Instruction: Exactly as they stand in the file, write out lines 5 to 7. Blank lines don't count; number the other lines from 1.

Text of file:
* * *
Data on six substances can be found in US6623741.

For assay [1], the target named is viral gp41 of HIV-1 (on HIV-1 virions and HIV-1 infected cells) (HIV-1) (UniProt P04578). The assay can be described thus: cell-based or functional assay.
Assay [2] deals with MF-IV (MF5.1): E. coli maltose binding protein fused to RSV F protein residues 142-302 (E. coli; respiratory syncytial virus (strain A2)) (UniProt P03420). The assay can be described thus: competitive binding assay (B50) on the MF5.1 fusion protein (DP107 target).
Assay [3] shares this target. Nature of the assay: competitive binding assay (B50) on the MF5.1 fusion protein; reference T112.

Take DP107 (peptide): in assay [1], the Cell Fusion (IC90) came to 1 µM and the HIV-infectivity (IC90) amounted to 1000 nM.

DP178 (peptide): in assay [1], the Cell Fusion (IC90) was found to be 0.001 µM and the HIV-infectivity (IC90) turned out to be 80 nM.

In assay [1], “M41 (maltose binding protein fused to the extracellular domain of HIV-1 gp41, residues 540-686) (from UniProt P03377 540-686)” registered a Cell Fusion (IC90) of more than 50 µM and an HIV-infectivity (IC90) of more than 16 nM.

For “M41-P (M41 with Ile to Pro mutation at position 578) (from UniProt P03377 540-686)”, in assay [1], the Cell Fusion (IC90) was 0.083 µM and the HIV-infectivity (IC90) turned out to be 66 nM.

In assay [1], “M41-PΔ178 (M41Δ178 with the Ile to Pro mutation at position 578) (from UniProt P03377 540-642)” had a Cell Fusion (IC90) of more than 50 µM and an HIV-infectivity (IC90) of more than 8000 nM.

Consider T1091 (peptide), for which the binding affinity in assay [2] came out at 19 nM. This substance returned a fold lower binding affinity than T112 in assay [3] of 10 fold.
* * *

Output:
Take DP107 (peptide): in assay [1], the Cell Fusion (IC90) came to 1 µM and the HIV-infectivity (IC90) amounted to 1000 nM.

DP178 (peptide): in assay [1], the Cell Fusion (IC90) was found to be 0.001 µM and the HIV-infectivity (IC90) turned out to be 80 nM.

In assay [1], “M41 (maltose binding protein fused to the extracellular domain of HIV-1 gp41, residues 540-686) (from UniProt P03377 540-686)” registered a Cell Fusion (IC90) of more than 50 µM and an HIV-infectivity (IC90) of more than 16 nM.